Do your gums bleed easily? It might be because of something simple, like using the wrong technique when you brush or floss. Or it could be a sign of a health condition you need to check out.
You may have bleeding gums if you:
- Have gingivitis, a disease that causes inflammation of the gums
- Brush too hard or your toothbrush isn't soft enough
- Just started a flossing routine and your gums aren't used to it yet
- Take certain medications, like blood thinners
- Have inflamed gums because you're pregnant (pregnancy gingivitis)
- Have dentures that don't fit well
Bleeding gums are a sign of gingivitis, or inflammation of your gums. It's a common and mild form of gum disease, and it's caused by a buildup of plaque at your gumline.
If you have gingivitis, your gums may be irritated, red, and swollen. They may bleed when you brush your teeth.
You can get rid of this problem by taking good care of your teeth. Brush your teeth twice a day, floss every day, rinse daily with an antibacterial mouthwash, and see your dentist regularly.
If you don't take care of your gingivitis, it can lead to periodontal disease, or periodontitis, a long-term gum condition that damages the tissue and bone that support your teeth.
If you have periodontitis, your gums may become inflamed and infected and pull away from the roots of your teeth.
When your gums bleed easily, it could be a sign of periodontal disease. Your teeth may get loose or separate. You could also get bad breath, a bad taste in your mouth, a change in how your teeth fit together when you bite, and red, swollen, tender gums.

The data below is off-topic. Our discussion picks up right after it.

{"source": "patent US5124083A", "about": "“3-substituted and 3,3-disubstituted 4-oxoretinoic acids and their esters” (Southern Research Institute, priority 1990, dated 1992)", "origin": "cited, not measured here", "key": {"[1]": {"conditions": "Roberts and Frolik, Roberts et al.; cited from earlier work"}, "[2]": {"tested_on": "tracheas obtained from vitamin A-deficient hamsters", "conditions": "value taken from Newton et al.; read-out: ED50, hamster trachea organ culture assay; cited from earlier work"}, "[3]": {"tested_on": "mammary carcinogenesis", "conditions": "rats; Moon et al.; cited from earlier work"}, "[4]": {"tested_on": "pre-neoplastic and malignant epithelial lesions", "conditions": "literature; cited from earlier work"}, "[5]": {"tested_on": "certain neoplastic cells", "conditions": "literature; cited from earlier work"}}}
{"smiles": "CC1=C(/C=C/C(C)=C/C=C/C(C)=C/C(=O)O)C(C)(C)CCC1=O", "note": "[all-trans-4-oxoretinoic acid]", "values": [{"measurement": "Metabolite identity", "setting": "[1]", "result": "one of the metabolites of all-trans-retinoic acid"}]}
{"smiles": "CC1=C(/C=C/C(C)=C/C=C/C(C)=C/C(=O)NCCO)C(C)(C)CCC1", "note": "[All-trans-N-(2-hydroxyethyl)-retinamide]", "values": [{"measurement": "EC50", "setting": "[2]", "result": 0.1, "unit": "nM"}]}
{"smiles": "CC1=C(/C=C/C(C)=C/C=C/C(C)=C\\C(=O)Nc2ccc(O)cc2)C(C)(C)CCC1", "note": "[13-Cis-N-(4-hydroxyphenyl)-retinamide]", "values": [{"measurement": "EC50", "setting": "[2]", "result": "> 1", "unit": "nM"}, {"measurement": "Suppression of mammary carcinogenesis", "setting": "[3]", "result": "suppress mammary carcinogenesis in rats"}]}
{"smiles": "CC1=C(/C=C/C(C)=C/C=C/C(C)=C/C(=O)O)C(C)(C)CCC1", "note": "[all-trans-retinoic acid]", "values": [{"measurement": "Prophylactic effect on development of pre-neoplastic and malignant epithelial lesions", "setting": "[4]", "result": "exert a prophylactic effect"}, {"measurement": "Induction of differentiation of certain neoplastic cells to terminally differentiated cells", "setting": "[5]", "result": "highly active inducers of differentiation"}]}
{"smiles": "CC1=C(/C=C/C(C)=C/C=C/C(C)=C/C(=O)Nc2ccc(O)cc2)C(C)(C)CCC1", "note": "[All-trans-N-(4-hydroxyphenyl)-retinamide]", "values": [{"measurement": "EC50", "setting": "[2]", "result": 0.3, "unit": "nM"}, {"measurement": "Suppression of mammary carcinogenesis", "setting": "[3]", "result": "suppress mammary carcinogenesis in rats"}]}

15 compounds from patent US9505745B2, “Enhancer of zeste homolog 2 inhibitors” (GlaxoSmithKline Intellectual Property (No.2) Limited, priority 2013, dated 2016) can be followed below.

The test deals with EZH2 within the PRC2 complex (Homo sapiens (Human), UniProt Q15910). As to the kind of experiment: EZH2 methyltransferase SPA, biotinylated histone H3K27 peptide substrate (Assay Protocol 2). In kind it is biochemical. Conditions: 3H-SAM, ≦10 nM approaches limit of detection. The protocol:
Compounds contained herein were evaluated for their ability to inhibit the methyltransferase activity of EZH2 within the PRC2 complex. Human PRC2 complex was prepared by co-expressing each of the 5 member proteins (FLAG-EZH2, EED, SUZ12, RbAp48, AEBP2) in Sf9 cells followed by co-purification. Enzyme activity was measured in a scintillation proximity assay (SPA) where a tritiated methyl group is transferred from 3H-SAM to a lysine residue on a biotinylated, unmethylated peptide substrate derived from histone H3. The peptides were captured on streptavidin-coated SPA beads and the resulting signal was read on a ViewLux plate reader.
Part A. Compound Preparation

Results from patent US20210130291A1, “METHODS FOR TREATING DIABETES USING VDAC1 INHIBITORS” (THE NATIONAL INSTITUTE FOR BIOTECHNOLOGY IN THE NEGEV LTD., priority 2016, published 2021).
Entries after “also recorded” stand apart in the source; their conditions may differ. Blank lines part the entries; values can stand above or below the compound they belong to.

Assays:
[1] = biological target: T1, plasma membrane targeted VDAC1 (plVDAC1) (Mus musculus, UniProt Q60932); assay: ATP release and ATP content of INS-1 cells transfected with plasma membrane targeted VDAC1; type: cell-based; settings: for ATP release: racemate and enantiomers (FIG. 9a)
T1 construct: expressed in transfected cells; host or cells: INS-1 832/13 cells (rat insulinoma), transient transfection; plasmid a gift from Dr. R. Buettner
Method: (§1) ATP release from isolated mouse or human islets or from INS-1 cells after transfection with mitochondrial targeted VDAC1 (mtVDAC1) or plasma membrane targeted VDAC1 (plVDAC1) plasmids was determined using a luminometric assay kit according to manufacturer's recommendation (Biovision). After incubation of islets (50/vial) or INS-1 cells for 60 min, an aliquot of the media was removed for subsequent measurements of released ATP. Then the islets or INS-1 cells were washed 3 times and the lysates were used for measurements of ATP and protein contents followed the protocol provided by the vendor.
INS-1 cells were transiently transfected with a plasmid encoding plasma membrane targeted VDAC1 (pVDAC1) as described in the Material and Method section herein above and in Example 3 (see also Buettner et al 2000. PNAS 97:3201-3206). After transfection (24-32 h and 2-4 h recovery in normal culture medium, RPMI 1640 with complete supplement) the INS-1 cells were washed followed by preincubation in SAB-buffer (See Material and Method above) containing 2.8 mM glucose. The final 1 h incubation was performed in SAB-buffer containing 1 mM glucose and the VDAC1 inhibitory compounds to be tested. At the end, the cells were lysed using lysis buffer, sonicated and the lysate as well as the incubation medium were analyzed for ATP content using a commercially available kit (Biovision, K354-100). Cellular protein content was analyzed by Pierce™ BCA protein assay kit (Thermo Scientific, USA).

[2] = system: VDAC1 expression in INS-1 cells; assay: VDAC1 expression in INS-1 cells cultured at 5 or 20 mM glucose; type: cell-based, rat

If you don't treat periodontal disease, you can lose some of your teeth.
Bleeding or swollen gums can be a warning sign of type 1 or type 2 diabetes.
When you have this disease, your mouth isn't as powerful at fighting germs, so you're more likely to get infections like gum disease. High blood sugar levels that go along with diabetes make it harder for your body to heal, which can make gum disease worse.
Bleeding gums can be a sign of leukemia, a type of cancer.
Your blood platelets help your body stop bleeding. If you have leukemia, your platelet count is low. That makes it harder for you to stop bleeding in different parts of your body, including your gums.
If your gums bleed when you brush your teeth and it doesn't stop on its own, your gums may be irritated, or you may have thrombocytopenia.
If you have this condition, your body may not have enough platelets to form a blood clot. That can lead to too much bleeding in different parts of your body, including your gums.
Hemophilia or Von Willebrand Disease
If you have bleeding gums or heavy bleeding when you get a small cut or have dental work, it may be a sign of a disorder like hemophilia or von Willebrand disease.
With these conditions, your blood doesn't clot properly, so you may have bleeding gums.
Too Little Vitamin C
This vitamin helps your tissue grow and repair. It heals wounds and strengthens your bones and teeth.
If your body doesn't have enough vitamin C, you may feel weak and irritable. Over time, you can also get swollen and bleeding gums.
It's rare, but a severe shortage of vitamin C in your body can lead to scurvy, a disease related to poor nutrition. It can make you weak, cause anemia, and lead to bleeding under your skin.
Bleeding gums are a typical sign of scurvy.
Lack of Vitamin K
If you notice a lot of bleeding from your gums, it may be because you don't get enough vitamin K.
This vitamin helps your blood clot properly. It's also good for your bones. If you don't get enough through your diet or your body doesn't absorb it well, it can cause bleeding problems.